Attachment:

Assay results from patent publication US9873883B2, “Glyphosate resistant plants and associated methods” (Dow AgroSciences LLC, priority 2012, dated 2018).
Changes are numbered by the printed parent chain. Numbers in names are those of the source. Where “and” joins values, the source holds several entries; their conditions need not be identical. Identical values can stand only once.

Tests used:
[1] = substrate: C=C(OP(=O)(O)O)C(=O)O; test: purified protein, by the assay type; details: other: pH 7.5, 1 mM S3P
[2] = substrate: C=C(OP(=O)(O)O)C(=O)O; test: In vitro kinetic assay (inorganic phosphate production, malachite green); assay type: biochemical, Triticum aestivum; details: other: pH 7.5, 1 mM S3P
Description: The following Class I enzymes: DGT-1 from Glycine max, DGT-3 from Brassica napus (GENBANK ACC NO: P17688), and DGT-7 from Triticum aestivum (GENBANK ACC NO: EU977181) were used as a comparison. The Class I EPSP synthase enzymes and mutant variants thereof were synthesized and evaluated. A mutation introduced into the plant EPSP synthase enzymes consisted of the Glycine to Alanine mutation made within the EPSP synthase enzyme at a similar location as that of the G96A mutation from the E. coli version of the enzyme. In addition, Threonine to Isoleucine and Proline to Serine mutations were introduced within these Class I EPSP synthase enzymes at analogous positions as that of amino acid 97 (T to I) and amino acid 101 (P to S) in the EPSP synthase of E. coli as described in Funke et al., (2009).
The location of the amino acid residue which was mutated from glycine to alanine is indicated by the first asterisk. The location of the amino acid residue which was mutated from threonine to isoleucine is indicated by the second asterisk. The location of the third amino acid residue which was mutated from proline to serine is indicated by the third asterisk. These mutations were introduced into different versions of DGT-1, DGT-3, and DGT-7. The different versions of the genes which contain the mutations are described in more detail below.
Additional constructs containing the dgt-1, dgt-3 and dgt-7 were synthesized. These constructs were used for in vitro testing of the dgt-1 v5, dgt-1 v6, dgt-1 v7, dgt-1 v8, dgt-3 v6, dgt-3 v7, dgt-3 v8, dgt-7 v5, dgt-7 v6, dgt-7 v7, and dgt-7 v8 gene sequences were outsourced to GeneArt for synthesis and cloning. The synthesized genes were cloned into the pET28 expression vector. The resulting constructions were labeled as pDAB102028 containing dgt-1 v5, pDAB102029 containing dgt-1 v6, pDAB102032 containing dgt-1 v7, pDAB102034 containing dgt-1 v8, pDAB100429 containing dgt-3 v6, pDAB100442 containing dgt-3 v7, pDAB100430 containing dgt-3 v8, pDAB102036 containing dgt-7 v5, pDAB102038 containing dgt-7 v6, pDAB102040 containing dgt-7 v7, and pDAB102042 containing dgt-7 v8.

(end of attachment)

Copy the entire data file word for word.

Assay results from patent publication US9873883B2, “Glyphosate resistant plants and associated methods” (Dow AgroSciences LLC, priority 2012, dated 2018).
Changes are numbered by the printed parent chain. Numbers in names are those of the source. Where “and” joins values, the source holds several entries; their conditions need not be identical. Identical values can stand only once.

Tests used:
[1] = substrate: C=C(OP(=O)(O)O)C(=O)O; test: purified protein, by the assay type; details: other: pH 7.5, 1 mM S3P
[2] = substrate: C=C(OP(=O)(O)O)C(=O)O; test: In vitro kinetic assay (inorganic phosphate production, malachite green); assay type: biochemical, Triticum aestivum; details: other: pH 7.5, 1 mM S3P
Description: The following Class I enzymes: DGT-1 from Glycine max, DGT-3 from Brassica napus (GENBANK ACC NO: P17688), and DGT-7 from Triticum aestivum (GENBANK ACC NO: EU977181) were used as a comparison. The Class I EPSP synthase enzymes and mutant variants thereof were synthesized and evaluated. A mutation introduced into the plant EPSP synthase enzymes consisted of the Glycine to Alanine mutation made within the EPSP synthase enzyme at a similar location as that of the G96A mutation from the E. coli version of the enzyme. In addition, Threonine to Isoleucine and Proline to Serine mutations were introduced within these Class I EPSP synthase enzymes at analogous positions as that of amino acid 97 (T to I) and amino acid 101 (P to S) in the EPSP synthase of E. coli as described in Funke et al., (2009).
The location of the amino acid residue which was mutated from glycine to alanine is indicated by the first asterisk. The location of the amino acid residue which was mutated from threonine to isoleucine is indicated by the second asterisk. The location of the third amino acid residue which was mutated from proline to serine is indicated by the third asterisk. These mutations were introduced into different versions of DGT-1, DGT-3, and DGT-7. The different versions of the genes which contain the mutations are described in more detail below.
Additional constructs containing the dgt-1, dgt-3 and dgt-7 were synthesized. These constructs were used for in vitro testing of the dgt-1 v5, dgt-1 v6, dgt-1 v7, dgt-1 v8, dgt-3 v6, dgt-3 v7, dgt-3 v8, dgt-7 v5, dgt-7 v6, dgt-7 v7, and dgt-7 v8 gene sequences were outsourced to GeneArt for synthesis and cloning. The synthesized genes were cloned into the pET28 expression vector. The resulting constructions were labeled as pDAB102028 containing dgt-1 v5, pDAB102029 containing dgt-1 v6, pDAB102032 containing dgt-1 v7, pDAB102034 containing dgt-1 v8, pDAB100429 containing dgt-3 v6, pDAB100442 containing dgt-3 v7, pDAB100430 containing dgt-3 v8, pDAB102036 containing dgt-7 v5, pDAB102038 containing dgt-7 v6, pDAB102040 containing dgt-7 v7, and pDAB102042 containing dgt-7 v8.